categories: Cocktail Hour
I cried at the end. Really.
Not just for Winston who, at 95, had led a relatively full life as human lives go. But for myself and the end of what was a three decade-long reading odyssey.
When I finished I couldn’t immediately peg the year that I read the first volume of William Manchester’s The Last Lion (did they really use that same title for a biography of Teddy Roosevelt? Jesus.), but I knew my father was alive, remembered reading it in his living room and shouting funny quotes over to him. It was a bonding thing for us, me and my Dad, right up there with watching Doug Flutie throw his Hail Mary. I was in my twenties, I know that, dogged by my own black dog of depression, and I tried to put some of the lessons of Churchill’s life to use in my own. (I couldn’t go more than a week without saying “A change is as good as a rest.”)
I loved that book, subtitled “Visions of Glory,” (I just looked it up and it was published in 1983) and I loved the second one too, “Alone,” (88) which covered the 1930s, the years when Churchill was a lone voice in the wilderness warning against appeasement. I particularly loved the preambles, which in condensed form told the stories of Churchill’s wit, his daily habits, and his truly finest hour. They were thrilling reads.
And then there was the story behind the story. The second volume ended in 1939, on the cusp of World War II, and if you were like me you couldn’t wait for the third, which promised to be the most exciting. The second book came out in 1988 and the wait for the next extended twenty five years.
What happened in between was a literary tragedy. Manchester, writing the third volume, suffered two strokes and couldn’t finish. As Dexter Filkins wrote in the New York Times in 2001:
”Language for me came as easily as breathing for 50 years, and I can’t do it anymore,” he (Manchester) said, seated on the couch in his den. ”The feeling is indescribable.”
Once able to write and work for days on end without sleep, Mr. Manchester says he now needs a full day to compose a letter to a friend. The author of 18 books, including ”The Death of a President” and ”American Caesar,” Mr. Manchester now struggles to follow the plots of the television dramas he has begun, for the first time in his life, to watch.
And then in 2003, not long before he died, Manchester asked a friend, the journalist Paul Reid to finish the third book. Reid had never written a book before and he had only about 100 useable pages of Manchester’s. But he set out, determined, and completed the book after eight years.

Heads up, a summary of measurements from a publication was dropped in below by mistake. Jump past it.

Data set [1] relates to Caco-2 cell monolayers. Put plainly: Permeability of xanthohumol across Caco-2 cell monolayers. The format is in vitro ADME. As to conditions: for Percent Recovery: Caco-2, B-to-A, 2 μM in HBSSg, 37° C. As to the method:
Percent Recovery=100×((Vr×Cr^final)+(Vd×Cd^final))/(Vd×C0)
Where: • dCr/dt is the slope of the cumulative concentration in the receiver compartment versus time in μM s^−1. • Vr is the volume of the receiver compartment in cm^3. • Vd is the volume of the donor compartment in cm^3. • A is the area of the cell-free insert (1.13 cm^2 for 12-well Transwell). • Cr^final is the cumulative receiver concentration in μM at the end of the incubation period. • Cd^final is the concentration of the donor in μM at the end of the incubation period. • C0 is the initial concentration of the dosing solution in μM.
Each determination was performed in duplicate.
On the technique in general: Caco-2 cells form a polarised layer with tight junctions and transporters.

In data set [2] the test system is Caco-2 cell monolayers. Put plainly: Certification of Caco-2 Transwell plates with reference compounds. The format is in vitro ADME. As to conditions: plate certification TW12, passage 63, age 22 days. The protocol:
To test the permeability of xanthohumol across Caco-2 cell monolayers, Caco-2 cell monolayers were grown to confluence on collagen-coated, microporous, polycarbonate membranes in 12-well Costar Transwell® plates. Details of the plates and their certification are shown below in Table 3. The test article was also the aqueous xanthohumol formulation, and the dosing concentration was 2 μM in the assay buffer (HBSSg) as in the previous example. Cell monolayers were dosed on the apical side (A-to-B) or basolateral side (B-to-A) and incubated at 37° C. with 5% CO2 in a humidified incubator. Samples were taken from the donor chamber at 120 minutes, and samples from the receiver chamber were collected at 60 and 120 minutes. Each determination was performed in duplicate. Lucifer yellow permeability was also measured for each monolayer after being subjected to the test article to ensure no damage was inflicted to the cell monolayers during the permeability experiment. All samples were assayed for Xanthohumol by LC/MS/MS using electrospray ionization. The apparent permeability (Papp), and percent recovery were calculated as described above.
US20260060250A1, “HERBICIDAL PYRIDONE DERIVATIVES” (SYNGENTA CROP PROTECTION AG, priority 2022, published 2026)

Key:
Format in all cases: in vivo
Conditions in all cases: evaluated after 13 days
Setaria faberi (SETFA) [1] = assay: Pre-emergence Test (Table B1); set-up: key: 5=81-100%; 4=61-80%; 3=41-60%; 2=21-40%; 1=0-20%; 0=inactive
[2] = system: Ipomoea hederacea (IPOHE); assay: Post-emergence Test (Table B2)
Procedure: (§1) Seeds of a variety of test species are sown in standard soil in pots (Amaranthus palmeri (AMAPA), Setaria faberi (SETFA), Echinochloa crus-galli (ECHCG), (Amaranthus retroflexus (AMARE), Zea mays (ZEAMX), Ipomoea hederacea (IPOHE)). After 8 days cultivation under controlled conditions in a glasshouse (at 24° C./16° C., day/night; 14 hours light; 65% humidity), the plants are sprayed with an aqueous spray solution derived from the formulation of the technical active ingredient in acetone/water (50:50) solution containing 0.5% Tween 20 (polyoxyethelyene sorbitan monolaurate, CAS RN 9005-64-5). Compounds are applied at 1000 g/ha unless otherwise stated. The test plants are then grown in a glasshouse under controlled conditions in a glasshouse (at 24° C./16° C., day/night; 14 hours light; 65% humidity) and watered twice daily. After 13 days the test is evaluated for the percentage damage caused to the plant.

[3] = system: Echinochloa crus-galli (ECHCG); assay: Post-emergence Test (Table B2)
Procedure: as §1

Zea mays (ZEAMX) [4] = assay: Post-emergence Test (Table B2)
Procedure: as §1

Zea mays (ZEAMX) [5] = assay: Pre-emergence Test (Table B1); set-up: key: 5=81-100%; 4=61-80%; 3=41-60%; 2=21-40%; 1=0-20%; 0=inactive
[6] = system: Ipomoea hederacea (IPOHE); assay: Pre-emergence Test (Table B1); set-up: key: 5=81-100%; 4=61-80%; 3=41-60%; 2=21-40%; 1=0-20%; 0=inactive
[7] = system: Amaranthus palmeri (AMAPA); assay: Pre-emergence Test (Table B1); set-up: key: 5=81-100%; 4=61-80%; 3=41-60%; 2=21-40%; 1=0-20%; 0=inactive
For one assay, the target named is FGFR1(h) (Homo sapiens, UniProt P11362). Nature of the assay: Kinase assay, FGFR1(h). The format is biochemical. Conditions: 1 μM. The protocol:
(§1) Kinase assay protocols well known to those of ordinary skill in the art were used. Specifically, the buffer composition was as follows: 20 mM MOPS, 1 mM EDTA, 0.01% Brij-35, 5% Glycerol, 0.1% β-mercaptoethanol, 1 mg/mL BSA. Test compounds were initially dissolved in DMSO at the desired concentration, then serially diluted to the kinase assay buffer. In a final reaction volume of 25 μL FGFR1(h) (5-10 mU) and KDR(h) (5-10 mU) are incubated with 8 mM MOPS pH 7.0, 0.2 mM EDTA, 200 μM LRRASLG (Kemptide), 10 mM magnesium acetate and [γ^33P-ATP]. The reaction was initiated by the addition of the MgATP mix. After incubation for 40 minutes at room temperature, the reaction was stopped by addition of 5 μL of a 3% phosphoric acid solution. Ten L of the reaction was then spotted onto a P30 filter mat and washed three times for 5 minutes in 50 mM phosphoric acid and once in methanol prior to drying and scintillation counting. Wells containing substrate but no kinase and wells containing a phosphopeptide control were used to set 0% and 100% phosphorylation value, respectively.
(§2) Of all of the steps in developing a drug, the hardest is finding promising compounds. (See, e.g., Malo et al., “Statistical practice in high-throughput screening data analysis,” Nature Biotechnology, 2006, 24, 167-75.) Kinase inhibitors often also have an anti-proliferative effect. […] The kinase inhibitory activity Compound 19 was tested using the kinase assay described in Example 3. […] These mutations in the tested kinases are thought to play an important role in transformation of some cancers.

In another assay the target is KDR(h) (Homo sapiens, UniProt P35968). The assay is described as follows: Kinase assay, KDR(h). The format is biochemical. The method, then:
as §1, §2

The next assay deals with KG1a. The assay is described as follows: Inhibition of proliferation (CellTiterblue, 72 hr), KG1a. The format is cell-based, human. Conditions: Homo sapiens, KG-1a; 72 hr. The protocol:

What did I think of it?
I thought it was great. I thought it captured the spirit of Manchester and Churchill. I thought it laid out the facts in an organized and readable fashion but that the main thing it did was never let the psychology of the man get too far out of sight. Because that is why we are reading him. We want to spend time with that brilliant energetic mess known as Winston Churchill. We want a little of his energy and creativity to rub off on us mortals.
Richard Aldous, who reviewed the book for the New York Times Book review, agrees to a certain point, writing of Reid:
“His palpable enthusiasm at thinking about Churchill demonstrates once again, were it needed, the grip this iconic figure can still exercise on the imagination. “
But after that Aldous starts picking nits:
“Such Anglo-American meetings provide the finest moments in “Defender of the Realm.” About British history and politics, however, Reid is on less sure ground. Some mistakes count for little, but it matters that Stanley Baldwin, not Neville Chamberlain, was the prime minister who appointed Anthony Eden as foreign secretary in 1935, and that the Labour cabinet minister, Aneurin Bevan, was never the “administrator” of the National Health Service. Reid offers an explanation for why Churchill loathed left-wing intellectuals educated at what is here called Winchester University — actually Winchester College, and no university: rather, it’s an elite private boarding school rivaling Eton and roughly similar to Groton in the United States. As these and other solecisms and errors pile up, the reader is left with the uneasy sense of an author whose command of British politics and society is only skin deep.”
“Admirers of William Manchester may buy this book because it reminds them of earlier times spent in his company. Yet it is difficult not to conclude that his legacy and reputation would have been better served by leaving him standing alongside Churchill in May 1940, ready and poised for the approach of that ‘finest hour.’”
I disagree with Mr. Aldous. Quite strongly in fact.
Having just spent three pleasurable weeks in Churchill’s (and Reid’s) company, I would argue that what Reid has done is close to miraculous, turning a thousand page plus book where you already know the ending into a page turner.
The criticism of Mr. Aldous seem to me to be small, if not petty And in writing about Churchill one had better watch out for being small, since it was largeness, magnanimity, which defined the man.
Paul Reid understands that and what he has accomplished is very large indeed.